The proverbial political concern of arriving at a dictatorship like Hitler's Germany for example, is strictly conservative in nature. The US Constitution could be said to have been mooted in a fit of conservatism. Want to break new ground? Could wind up with another Stalin. Pure leftist is to slide the entire structure off the table in a sweeping motion and invent new ideas.

But ideas always come from primordeal inspirations, do they not? The most ancient conservatism of all. Could it be revolution at its very core is the beating chest of an ape attempting to challenge its bull male?
The epitome of right and leftist respective policy staring at each other across the table, were Hitler and Stalin in fact very far removed from each other at a grass roots level? Methinks the only change was who/why genocide.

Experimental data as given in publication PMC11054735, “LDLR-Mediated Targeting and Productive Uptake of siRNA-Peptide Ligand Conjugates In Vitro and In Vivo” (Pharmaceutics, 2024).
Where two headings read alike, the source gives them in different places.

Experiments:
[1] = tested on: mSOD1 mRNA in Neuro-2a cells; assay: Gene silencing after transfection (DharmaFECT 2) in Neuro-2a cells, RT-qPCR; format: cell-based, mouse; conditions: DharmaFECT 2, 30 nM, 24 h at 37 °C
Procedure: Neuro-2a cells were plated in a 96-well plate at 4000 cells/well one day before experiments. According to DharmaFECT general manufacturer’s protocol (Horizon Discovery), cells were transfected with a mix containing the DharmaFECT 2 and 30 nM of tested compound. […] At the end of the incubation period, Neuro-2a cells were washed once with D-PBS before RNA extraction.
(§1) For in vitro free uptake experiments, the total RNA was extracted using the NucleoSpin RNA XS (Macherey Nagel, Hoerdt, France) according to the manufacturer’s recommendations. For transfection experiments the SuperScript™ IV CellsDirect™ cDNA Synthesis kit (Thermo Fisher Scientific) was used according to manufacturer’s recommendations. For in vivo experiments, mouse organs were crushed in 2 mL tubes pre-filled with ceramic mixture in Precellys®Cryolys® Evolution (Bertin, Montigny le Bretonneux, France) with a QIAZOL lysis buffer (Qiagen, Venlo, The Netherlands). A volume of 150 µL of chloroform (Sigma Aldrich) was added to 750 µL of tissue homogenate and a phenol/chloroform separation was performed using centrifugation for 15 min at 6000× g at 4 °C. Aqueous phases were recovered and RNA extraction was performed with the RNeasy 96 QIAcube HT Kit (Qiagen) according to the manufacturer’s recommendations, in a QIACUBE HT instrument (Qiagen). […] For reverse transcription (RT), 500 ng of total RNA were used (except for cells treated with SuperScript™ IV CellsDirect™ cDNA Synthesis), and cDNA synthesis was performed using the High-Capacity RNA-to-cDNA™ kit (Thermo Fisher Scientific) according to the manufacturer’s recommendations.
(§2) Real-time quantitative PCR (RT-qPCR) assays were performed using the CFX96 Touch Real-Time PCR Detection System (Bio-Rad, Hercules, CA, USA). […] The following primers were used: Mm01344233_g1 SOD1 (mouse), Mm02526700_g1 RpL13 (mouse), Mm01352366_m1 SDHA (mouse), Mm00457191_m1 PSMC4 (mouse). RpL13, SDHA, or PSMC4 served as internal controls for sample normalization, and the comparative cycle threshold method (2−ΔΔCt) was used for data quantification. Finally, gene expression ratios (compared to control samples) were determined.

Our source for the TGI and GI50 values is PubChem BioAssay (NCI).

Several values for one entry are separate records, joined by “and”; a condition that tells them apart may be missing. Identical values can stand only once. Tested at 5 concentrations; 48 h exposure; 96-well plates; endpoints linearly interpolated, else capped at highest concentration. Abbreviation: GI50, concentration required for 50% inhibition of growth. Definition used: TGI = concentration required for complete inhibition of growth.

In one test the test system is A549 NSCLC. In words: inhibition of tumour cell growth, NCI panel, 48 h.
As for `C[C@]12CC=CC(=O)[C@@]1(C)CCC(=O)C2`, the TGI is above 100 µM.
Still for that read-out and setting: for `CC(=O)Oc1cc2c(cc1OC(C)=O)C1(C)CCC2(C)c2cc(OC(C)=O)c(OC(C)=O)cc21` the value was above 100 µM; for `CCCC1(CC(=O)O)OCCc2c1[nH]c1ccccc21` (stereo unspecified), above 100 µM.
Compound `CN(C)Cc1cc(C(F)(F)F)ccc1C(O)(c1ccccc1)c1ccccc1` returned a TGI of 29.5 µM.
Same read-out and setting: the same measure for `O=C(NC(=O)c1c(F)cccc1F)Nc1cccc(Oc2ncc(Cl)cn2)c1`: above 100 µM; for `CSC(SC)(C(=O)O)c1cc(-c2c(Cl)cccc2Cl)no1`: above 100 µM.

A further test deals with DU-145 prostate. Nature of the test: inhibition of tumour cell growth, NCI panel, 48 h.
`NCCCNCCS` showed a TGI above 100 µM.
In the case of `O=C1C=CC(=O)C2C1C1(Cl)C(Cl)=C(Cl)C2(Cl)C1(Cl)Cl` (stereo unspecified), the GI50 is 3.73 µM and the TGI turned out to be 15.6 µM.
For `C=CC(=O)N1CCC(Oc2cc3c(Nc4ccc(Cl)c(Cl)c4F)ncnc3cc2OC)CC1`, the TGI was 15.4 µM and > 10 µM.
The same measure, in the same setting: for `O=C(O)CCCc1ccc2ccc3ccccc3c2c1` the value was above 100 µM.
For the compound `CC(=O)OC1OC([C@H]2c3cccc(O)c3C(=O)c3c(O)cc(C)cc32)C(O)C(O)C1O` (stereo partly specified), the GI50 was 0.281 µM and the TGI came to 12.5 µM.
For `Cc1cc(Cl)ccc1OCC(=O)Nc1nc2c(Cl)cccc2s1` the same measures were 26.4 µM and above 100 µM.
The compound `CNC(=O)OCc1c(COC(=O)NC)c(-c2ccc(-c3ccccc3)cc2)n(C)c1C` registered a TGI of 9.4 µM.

I guess I'm inclined to agree but I'm still not quite sure what you mean in terms of relevance to this topic?

Right and leftist is a constant and as you said relative. Specific context and considered response irrespective of sentimentality is going to win the day, but there is always something else which comes up, some piece of corruption to mute honesty. The economy, or public order, etc.